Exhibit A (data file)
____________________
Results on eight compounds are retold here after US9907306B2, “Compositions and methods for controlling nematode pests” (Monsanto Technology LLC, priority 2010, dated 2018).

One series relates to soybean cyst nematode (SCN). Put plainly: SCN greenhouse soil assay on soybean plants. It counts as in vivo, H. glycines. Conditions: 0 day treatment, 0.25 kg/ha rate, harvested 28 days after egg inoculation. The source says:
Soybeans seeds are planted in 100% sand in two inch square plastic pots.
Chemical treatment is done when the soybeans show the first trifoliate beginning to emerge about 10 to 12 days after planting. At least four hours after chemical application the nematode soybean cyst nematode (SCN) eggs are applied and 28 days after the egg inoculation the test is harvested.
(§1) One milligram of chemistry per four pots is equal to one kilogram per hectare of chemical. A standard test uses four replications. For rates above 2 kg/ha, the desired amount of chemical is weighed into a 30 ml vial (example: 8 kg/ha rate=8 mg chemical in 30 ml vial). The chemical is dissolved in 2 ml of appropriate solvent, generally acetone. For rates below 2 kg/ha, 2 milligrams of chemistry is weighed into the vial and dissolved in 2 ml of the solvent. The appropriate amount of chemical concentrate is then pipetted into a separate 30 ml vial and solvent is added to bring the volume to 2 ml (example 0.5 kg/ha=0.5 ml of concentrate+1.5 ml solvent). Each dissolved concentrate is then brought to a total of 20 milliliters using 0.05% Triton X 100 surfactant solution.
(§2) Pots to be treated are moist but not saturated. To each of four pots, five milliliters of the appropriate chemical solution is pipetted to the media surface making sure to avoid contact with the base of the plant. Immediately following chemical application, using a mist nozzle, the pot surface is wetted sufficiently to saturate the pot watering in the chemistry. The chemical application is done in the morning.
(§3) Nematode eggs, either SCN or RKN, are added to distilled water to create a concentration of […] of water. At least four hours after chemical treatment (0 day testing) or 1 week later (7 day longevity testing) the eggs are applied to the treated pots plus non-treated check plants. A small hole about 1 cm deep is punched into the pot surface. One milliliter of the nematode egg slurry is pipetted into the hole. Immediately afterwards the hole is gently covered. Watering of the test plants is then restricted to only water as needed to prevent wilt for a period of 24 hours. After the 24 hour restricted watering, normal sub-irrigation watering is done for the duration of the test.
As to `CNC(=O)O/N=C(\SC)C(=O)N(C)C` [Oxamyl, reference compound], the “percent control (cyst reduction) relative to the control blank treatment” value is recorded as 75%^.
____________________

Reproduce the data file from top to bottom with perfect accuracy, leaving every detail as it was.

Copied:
Results on eight compounds are retold here after US9907306B2, “Compositions and methods for controlling nematode pests” (Monsanto Technology LLC, priority 2010, dated 2018).

One series relates to soybean cyst nematode (SCN). Put plainly: SCN greenhouse soil assay on soybean plants. It counts as in vivo, H. glycines. Conditions: 0 day treatment, 0.25 kg/ha rate, harvested 28 days after egg inoculation. The source says:
Soybeans seeds are planted in 100% sand in two inch square plastic pots.
Chemical treatment is done when the soybeans show the first trifoliate beginning to emerge about 10 to 12 days after planting. At least four hours after chemical application the nematode soybean cyst nematode (SCN) eggs are applied and 28 days after the egg inoculation the test is harvested.
(§1) One milligram of chemistry per four pots is equal to one kilogram per hectare of chemical. A standard test uses four replications. For rates above 2 kg/ha, the desired amount of chemical is weighed into a 30 ml vial (example: 8 kg/ha rate=8 mg chemical in 30 ml vial). The chemical is dissolved in 2 ml of appropriate solvent, generally acetone. For rates below 2 kg/ha, 2 milligrams of chemistry is weighed into the vial and dissolved in 2 ml of the solvent. The appropriate amount of chemical concentrate is then pipetted into a separate 30 ml vial and solvent is added to bring the volume to 2 ml (example 0.5 kg/ha=0.5 ml of concentrate+1.5 ml solvent). Each dissolved concentrate is then brought to a total of 20 milliliters using 0.05% Triton X 100 surfactant solution.
(§2) Pots to be treated are moist but not saturated. To each of four pots, five milliliters of the appropriate chemical solution is pipetted to the media surface making sure to avoid contact with the base of the plant. Immediately following chemical application, using a mist nozzle, the pot surface is wetted sufficiently to saturate the pot watering in the chemistry. The chemical application is done in the morning.
(§3) Nematode eggs, either SCN or RKN, are added to distilled water to create a concentration of […] of water. At least four hours after chemical treatment (0 day testing) or 1 week later (7 day longevity testing) the eggs are applied to the treated pots plus non-treated check plants. A small hole about 1 cm deep is punched into the pot surface. One milliliter of the nematode egg slurry is pipetted into the hole. Immediately afterwards the hole is gently covered. Watering of the test plants is then restricted to only water as needed to prevent wilt for a period of 24 hours. After the 24 hour restricted watering, normal sub-irrigation watering is done for the duration of the test.
As to `CNC(=O)O/N=C(\SC)C(=O)N(C)C` [Oxamyl, reference compound], the “percent control (cyst reduction) relative to the control blank treatment” value is recorded as 75%^.